Sydney’s VAPAR receives grant to help councils and utilities manage stormwater and sewerage assets
Sydney startup VAPAR, whose artificial intelligence technology is helping councils and utilities providers manage their stormwater and sewerage assets, has received a $25,000 MVP Grant from Jobs for NSW.
Founded by Amanda Siqueira, a civil engineer, and Michelle Aguilar, a mechatronic engineer, the business was born out of Siqueira during an internship having to manually review hours of pipe CCTV inspection footage to identify any problems.
“As an intern I spent eight hours a day watching this footage just looking for faults, a time consuming and fatiguing process,” Siqueira said.
“Michelle and I thought up a better way of reviewing the footage that used Michelle’s background in enterprise automation and machine learning.”
Rather than engineers spending hundreds of hours reviewing footage, VAPAR will allow councils and water utilities to upload video to the VAPAR platform for automatic analysis.
According to Aguilar, the system can cut a two day process down to two minutes. This, she said, can reduce inspection costs by 30 percent, and allow on-site repair work to be carried out straight after the inspection.
The market for VAPAR is significant.
“With over 200,000 kilometres of gravity pipelines in Australia alone and $450 million spent each year maintaining sewerage networks, early detection and repair of faults in pipelines avoids the expensive process of digging up pipes once they are broken,” Aguilar said.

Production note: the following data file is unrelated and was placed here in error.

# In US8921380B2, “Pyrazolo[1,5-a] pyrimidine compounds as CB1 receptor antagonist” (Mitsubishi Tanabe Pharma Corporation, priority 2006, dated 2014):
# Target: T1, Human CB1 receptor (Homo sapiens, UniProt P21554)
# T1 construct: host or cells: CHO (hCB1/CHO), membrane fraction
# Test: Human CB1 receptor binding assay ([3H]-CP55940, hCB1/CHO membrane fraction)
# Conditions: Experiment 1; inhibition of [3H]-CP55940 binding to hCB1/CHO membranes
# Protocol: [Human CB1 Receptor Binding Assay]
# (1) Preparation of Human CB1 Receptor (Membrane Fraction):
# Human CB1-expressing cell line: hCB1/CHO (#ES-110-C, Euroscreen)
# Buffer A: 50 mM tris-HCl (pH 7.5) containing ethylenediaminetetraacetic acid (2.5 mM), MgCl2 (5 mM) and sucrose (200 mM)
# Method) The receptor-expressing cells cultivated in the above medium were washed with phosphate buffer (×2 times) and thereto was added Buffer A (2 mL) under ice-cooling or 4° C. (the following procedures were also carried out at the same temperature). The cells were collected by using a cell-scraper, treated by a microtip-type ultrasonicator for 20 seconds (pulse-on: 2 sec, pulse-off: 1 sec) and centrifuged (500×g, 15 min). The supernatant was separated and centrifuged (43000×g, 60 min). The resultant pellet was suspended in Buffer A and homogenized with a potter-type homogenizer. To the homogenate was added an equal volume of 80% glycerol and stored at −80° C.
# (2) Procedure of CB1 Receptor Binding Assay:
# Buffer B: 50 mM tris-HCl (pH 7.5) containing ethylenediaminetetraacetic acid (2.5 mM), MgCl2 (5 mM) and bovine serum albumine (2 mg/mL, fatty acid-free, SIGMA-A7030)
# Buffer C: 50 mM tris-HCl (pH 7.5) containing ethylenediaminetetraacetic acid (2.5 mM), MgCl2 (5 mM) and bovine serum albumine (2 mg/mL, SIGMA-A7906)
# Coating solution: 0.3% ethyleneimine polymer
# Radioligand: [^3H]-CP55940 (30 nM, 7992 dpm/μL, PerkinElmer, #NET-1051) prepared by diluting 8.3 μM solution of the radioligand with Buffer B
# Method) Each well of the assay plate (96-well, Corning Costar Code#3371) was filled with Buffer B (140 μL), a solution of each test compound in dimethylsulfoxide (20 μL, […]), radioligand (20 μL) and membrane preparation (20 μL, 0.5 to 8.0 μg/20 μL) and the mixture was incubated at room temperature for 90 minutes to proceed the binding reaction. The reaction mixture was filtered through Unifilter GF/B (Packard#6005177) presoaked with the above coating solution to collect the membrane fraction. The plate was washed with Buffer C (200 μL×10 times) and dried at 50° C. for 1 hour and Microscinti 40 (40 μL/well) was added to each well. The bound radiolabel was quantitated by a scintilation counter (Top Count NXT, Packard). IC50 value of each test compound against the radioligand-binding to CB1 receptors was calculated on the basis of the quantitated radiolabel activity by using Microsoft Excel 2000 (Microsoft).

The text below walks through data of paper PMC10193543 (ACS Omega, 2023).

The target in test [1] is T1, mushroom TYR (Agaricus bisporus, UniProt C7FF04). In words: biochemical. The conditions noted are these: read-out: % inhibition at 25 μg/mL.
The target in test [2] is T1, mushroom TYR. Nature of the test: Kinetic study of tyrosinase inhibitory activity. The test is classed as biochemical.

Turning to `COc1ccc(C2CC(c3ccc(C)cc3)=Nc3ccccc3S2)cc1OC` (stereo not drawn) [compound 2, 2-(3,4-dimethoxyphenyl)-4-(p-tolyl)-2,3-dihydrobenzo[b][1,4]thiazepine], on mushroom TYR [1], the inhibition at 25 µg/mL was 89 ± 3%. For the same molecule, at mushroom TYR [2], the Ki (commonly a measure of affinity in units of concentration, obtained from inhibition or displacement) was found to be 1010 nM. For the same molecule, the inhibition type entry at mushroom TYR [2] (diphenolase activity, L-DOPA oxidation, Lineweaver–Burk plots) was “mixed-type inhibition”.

Beyond Australia, VAPAR is also looking to India.
The startup is taking part in a 12 month incubator program, run by Fusion Labs with support from the NSW Government, helping participants explore and prepare for opportunities in the Indian market.
“In India we will be talking with IT providers and government asset managers to learn as much as we can to develop business strategies for that market,” Siqueira said.
The Fusion Labs incubator is part of a wider focus for NSW on the Indian market, with the state government last year announcing a $1.58 million partnership aimed at building tech links between the two markets.
The government last June facilitated a week-long fintech mission to India for eight startups, and in October launched the NSW-India Cyber Security Exchange in collaboration with the Optus Macquarie Cyber Security Hub.
Running this September, the initiative will give 10 startups access to an intensive program of workshops, a 12-day trip to India, and a visit to Singtel Innov8’s cybersecurity startup hub in Singapore.
According to Fusion Labs CEO Matt Adendorff, the next few years will see India need more products and services NSW is “well placed” to provide.